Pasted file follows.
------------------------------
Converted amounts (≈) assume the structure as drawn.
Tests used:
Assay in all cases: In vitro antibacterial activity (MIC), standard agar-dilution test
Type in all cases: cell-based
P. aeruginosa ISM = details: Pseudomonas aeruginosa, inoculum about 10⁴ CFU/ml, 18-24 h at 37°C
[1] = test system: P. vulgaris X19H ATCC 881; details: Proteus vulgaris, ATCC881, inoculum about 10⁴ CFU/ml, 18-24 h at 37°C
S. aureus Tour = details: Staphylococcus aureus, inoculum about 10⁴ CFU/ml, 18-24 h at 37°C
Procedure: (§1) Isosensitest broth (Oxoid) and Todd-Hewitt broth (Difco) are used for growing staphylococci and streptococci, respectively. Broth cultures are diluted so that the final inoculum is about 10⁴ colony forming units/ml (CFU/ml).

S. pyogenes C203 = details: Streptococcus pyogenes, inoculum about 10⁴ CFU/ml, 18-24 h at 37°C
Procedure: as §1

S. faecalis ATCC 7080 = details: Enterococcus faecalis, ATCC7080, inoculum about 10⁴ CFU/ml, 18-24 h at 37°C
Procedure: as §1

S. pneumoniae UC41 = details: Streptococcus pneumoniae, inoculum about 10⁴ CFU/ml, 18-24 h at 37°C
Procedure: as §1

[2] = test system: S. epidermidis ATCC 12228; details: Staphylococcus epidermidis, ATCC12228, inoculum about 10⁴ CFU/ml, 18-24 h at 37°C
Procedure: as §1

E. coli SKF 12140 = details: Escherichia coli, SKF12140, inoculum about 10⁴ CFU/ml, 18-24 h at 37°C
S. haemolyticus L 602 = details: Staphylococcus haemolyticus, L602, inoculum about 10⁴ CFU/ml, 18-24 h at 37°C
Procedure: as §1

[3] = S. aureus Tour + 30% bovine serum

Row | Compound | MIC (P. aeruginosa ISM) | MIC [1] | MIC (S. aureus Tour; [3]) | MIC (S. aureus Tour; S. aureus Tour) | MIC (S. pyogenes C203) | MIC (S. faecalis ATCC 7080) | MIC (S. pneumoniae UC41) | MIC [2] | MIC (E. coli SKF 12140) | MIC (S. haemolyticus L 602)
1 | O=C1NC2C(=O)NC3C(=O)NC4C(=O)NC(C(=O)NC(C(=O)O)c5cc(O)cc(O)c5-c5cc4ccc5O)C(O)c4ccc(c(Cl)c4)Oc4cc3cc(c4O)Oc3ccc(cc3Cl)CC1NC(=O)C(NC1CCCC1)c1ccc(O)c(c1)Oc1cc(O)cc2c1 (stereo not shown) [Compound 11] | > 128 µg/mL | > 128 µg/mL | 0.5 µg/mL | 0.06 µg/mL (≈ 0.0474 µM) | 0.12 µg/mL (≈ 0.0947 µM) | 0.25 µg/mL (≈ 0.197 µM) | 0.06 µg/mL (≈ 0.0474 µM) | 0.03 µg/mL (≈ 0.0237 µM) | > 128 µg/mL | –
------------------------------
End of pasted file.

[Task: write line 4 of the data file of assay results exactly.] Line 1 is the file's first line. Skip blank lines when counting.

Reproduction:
Type in all cases: cell-based